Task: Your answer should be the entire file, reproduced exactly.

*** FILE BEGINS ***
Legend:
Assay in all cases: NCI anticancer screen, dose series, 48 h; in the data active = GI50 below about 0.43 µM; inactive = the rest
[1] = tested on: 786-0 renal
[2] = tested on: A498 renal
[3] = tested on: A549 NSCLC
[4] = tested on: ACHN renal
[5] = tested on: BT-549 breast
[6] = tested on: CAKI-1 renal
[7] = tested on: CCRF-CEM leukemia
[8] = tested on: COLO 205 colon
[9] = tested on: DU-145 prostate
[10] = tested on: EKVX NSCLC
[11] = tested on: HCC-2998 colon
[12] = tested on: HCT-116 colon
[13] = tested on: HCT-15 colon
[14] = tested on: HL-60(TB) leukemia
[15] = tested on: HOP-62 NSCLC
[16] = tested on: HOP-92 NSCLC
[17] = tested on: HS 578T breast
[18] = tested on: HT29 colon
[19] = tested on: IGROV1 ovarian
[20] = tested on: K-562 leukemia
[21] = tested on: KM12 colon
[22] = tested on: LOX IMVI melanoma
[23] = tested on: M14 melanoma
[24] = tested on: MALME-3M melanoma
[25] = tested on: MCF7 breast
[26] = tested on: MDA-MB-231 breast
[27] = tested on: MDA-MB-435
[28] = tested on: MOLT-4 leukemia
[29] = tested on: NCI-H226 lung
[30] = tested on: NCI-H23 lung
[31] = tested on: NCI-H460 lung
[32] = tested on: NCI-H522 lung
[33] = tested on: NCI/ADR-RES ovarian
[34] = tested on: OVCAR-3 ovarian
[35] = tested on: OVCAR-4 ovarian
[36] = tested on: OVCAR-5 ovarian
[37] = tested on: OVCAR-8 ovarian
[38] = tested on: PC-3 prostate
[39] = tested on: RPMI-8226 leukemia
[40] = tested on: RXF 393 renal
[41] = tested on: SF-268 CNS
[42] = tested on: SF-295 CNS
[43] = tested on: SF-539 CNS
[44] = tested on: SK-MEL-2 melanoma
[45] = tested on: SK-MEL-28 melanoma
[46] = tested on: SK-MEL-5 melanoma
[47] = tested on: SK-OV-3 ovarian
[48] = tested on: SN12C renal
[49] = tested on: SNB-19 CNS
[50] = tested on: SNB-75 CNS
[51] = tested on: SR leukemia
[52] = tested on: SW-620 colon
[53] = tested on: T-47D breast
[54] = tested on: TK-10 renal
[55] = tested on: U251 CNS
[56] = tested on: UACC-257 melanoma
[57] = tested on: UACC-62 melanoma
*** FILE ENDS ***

Legend:
Assay in all cases: NCI anticancer screen, dose series, 48 h; in the data active = GI50 below about 0.43 µM; inactive = the rest
[1] = tested on: 786-0 renal
[2] = tested on: A498 renal
[3] = tested on: A549 NSCLC
[4] = tested on: ACHN renal
[5] = tested on: BT-549 breast
[6] = tested on: CAKI-1 renal
[7] = tested on: CCRF-CEM leukemia
[8] = tested on: COLO 205 colon
[9] = tested on: DU-145 prostate
[10] = tested on: EKVX NSCLC
[11] = tested on: HCC-2998 colon
[12] = tested on: HCT-116 colon
[13] = tested on: HCT-15 colon
[14] = tested on: HL-60(TB) leukemia
[15] = tested on: HOP-62 NSCLC
[16] = tested on: HOP-92 NSCLC
[17] = tested on: HS 578T breast
[18] = tested on: HT29 colon
[19] = tested on: IGROV1 ovarian
[20] = tested on: K-562 leukemia
[21] = tested on: KM12 colon
[22] = tested on: LOX IMVI melanoma
[23] = tested on: M14 melanoma
[24] = tested on: MALME-3M melanoma
[25] = tested on: MCF7 breast
[26] = tested on: MDA-MB-231 breast
[27] = tested on: MDA-MB-435
[28] = tested on: MOLT-4 leukemia
[29] = tested on: NCI-H226 lung
[30] = tested on: NCI-H23 lung
[31] = tested on: NCI-H460 lung
[32] = tested on: NCI-H522 lung
[33] = tested on: NCI/ADR-RES ovarian
[34] = tested on: OVCAR-3 ovarian
[35] = tested on: OVCAR-4 ovarian
[36] = tested on: OVCAR-5 ovarian
[37] = tested on: OVCAR-8 ovarian
[38] = tested on: PC-3 prostate
[39] = tested on: RPMI-8226 leukemia
[40] = tested on: RXF 393 renal
[41] = tested on: SF-268 CNS
[42] = tested on: SF-295 CNS
[43] = tested on: SF-539 CNS
[44] = tested on: SK-MEL-2 melanoma
[45] = tested on: SK-MEL-28 melanoma
[46] = tested on: SK-MEL-5 melanoma
[47] = tested on: SK-OV-3 ovarian
[48] = tested on: SN12C renal
[49] = tested on: SNB-19 CNS
[50] = tested on: SNB-75 CNS
[51] = tested on: SR leukemia
[52] = tested on: SW-620 colon
[53] = tested on: T-47D breast
[54] = tested on: TK-10 renal
[55] = tested on: U251 CNS
[56] = tested on: UACC-257 melanoma
[57] = tested on: UACC-62 melanoma